FamilySearch | Genealogy Web Sites | Newspapers | Oral History | Photos | Podcasts
Friday, May 21, 2010 4:35:06 PM (Eastern Daylight Time, UTC-04:00)
Wednesday, January 06, 2010
May We Suggest Some Genealogy Resolutions for 2010?
Posted by Diane
Studies show (well, at least one study shows) that 66 percent of adults have ever made a New Year’s resolution.
So maybe I risk losing a third of you when I suggest making a genealogy-oriented resolution or two. But wait! If you stick around for the rest of this post, I’ll give you some ideas and link to articles that might be helpful in achieving your family history goals:
- Back up your digitized photos, too (in the May 2010 Family Tree Magazine, we’ll recommend several photo-sharing websites for backing up family photos).
Resolve to rent one title a month through a nearby Family History Center. You can get more advice on using FamilySearch in our FamilySearch Essentials Webinar recording.
- Go through your attic and closets and catalog your family heirlooms. You can use our heirloom recording forms to note the items' original owner, provenance, and other important information.
- Commit an hour or so a week to volunteering for a records indexing project. Try FamilySearch Indexing or Ancestry.com’s World Archives Project, or see if your local library or historical society could use your indexing assistance.
- If you’re a beginning family historian, resolve to search the 1930 census (the most recent one available) for every relative who was alive at the time. See our census search tips, and visit a large library to use census microfilm, HeritageQuest Online or Ancestry Library Edition.
Family Heirlooms | Oral History | Photos | Research Tips
Wednesday, January 06, 2010 12:29:49 PM (Eastern Standard Time, UTC-05:00)
Tuesday, December 01, 2009
Recording Memories of Christmases Past
Posted by Diane
It’s easy to get so busy tracing your ancestors’ lives that you forget to leave traces of your own life.
Which is why I think the Advent Calendar of Christmas Memories is so neat. It’s a series of daily blogging prompts for Dec. 1 to 24 that GeneaBloggers author Thomas MacEntee set up to encourage participants to write about Christmases past.
Click here to learn how you can participate. Even if you don’t blog, you could use the prompts to start a holiday memory book you can pass on to your kids or grandkids.
MacEntee will link to participants’ posts each morning on his blog. You can read each day’s posts by clicking on the date on this calendar.
Celebrating your heritage | Genealogy fun | Oral History
Tuesday, December 01, 2009 1:03:50 PM (Eastern Standard Time, UTC-05:00)
Monday, November 23, 2009
Easy Ways to Talk Family History Over Turkey
Posted by Diane
Combine nostalgia, holiday traditions, grandma’s pumpkin pie and immediate access to a bunch of relatives, and what do you get?
An atmosphere ripe for talking about family history.
Thanksgiving is a good time to tell and listen to stories, get IDs for mystery faces in photos, and share your genealogy discoveries. It doesn’t have to be weird or forced—don't announce “Time to talk about genealogy!” just as everyone’s settling in to watch football.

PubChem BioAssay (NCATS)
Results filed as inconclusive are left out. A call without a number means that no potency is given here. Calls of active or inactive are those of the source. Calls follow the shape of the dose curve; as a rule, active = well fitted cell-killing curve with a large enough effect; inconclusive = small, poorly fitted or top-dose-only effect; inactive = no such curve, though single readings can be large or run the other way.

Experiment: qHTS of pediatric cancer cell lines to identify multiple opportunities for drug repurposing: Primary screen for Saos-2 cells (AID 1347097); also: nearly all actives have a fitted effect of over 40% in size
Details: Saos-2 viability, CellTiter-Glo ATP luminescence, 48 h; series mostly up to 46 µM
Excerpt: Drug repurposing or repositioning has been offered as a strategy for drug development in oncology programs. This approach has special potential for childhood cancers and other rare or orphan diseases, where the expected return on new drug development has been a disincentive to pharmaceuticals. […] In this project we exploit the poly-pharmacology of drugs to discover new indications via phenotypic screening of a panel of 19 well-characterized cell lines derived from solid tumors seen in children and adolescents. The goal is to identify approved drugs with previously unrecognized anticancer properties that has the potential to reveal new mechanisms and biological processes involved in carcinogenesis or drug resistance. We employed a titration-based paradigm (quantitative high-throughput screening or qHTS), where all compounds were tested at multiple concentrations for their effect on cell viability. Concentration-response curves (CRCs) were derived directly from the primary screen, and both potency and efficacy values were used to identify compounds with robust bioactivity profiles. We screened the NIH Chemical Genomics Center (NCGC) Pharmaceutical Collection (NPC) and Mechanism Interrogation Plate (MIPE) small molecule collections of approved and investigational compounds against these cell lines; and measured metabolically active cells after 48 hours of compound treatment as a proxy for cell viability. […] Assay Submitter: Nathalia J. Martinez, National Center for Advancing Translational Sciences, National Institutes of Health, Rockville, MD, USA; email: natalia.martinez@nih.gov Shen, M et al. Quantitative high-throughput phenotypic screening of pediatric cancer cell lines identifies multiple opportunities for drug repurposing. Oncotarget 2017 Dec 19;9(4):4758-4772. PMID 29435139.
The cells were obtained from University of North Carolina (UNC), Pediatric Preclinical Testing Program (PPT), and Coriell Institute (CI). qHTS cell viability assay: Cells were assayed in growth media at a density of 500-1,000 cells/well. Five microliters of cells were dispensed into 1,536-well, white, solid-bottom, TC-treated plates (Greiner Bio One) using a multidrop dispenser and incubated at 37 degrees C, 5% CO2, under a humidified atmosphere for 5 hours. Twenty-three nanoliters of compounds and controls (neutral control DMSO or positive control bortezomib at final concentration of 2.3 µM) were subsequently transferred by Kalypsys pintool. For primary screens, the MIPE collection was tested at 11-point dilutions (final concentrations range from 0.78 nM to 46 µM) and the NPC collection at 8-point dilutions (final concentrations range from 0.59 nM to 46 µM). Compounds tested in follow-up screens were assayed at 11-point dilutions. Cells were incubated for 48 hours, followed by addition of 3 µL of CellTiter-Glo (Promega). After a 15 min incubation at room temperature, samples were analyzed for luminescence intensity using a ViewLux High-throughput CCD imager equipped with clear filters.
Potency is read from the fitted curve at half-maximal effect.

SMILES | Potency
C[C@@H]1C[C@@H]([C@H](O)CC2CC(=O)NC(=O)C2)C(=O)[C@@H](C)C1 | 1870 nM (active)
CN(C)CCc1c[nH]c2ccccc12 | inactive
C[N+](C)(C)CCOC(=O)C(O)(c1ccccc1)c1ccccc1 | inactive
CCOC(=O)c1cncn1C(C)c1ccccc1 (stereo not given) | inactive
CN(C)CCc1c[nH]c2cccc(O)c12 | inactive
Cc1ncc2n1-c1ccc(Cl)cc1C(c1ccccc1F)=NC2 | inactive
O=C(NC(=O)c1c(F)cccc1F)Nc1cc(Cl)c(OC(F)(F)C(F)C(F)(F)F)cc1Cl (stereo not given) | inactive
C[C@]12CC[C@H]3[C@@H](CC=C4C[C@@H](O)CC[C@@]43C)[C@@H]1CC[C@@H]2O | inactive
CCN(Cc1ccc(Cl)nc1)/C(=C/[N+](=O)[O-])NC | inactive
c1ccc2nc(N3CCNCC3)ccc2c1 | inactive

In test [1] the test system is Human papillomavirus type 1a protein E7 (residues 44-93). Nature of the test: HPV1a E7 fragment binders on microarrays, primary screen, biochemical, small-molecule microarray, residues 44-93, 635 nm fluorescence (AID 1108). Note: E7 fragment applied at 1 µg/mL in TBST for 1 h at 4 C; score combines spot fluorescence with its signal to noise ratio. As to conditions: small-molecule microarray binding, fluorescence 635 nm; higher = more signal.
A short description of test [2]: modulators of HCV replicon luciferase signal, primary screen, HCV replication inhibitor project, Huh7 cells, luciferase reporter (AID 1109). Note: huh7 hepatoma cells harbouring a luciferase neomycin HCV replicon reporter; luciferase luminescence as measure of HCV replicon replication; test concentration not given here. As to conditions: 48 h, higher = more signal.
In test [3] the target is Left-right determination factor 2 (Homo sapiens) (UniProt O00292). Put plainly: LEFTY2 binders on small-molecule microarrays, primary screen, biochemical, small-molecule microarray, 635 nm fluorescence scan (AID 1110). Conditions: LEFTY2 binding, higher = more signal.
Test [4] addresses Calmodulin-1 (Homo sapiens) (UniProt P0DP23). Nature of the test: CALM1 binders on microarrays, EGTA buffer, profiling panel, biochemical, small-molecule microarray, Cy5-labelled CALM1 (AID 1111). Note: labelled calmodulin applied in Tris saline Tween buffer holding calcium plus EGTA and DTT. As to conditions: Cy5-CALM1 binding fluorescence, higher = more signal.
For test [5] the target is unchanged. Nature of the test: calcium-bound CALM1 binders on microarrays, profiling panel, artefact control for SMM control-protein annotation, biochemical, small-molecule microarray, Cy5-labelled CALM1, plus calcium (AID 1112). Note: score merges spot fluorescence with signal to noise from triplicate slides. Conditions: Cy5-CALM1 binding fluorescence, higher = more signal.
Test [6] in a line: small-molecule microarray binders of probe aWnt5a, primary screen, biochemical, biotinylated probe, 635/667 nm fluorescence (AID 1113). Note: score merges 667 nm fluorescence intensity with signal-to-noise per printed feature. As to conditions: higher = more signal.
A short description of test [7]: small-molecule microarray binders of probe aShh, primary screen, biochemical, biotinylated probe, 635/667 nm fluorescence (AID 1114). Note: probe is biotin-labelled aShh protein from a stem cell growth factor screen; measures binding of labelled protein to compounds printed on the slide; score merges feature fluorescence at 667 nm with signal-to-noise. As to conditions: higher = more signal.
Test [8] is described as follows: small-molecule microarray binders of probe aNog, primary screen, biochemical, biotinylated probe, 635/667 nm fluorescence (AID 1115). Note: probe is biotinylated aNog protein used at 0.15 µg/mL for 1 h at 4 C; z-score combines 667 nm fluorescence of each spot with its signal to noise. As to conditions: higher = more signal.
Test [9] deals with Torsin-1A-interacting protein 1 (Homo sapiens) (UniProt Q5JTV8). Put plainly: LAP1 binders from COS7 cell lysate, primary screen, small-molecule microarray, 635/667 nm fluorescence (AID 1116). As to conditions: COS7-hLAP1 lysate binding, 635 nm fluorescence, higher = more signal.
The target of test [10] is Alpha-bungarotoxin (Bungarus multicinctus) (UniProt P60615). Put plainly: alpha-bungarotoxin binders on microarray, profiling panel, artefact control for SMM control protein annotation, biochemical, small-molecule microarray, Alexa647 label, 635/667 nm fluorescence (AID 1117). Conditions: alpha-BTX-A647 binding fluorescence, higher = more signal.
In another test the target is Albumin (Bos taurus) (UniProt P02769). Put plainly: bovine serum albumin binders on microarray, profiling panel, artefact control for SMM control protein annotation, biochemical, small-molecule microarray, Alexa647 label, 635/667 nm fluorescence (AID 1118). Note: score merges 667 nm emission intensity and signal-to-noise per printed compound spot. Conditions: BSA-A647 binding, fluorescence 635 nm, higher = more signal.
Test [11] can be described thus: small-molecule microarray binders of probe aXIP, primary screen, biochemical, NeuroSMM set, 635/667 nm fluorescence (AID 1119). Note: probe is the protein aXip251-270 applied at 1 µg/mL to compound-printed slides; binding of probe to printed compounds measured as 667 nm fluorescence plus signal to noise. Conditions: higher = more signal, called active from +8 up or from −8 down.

Here are a few easy, unobtrusive ways to start family history discussions.
- Identify the "connector" at the gathering—the relative who knows everyone and starts conversations. Get this person curious about your research by sharing a genealogy discovery or a photo related to his or her ancestor.
- Show off a photo of an ancestor who looks remarkably like a relative who'll be there.
- Over dinner, ask about family recipes, for example, “Where did Grandma learn to make pie like this?”
- Bring up a Thanksgiving from your childhood: “Remember the time Aunt June used salt instead of sugar in the sweet potatoes?”
- Mention changes to an old family home you drove past recently—maybe it’s on the market, or someone built an addition.
- You probably have at least one relative who’s interested in your research. Arrange to show that person some genealogy records at the Thanksgiving gathering, and you may arouse others' curiosity (but be prepared for people to ask for copies).
More resources from Family Tree Magazine:
- If your child or grandchild is working on a family history project for school or scouts, let him bring his blank ancestor chart and ask relatives for help filling it in.
Celebrating your heritage | Oral History | Research Tips
Monday, November 23, 2009 8:58:20 AM (Eastern Standard Time, UTC-05:00)
Friday, April 17, 2009
If Books Could Talk...
Posted by Grace
Don't you wish sometimes that you could ask the books you read questions? Well, the Santa Monica Public Library
has a special Living Library program going on tomorrow where you can check out a person.
The offerings include "a Mormon, an animal rights activist, a police detective, a fat
activist, a feminist, a married Jewish lesbian mom, a little person and
an ex-gang member," among others, according to the LA Now blog
. You can borrow one for a half hour conversation, as long as you return the "book" in the same condition you received it in.
Libraries and Archives | Oral History
Friday, April 17, 2009 2:40:24 PM (Eastern Daylight Time, UTC-04:00)
Thursday, September 04, 2008
Genealogy Conference Underway in Philadelphia
Posted by Diane
The Federation of Genealogical Societies conference in Philadelphia got started last night with exhibit hall preview hours. The hall was busy with genealogists; a live events area features product demos and presentations. This morning is the opening session, followed by three days of conferencing—genealogy classes, meetings and exhibit hall shopping.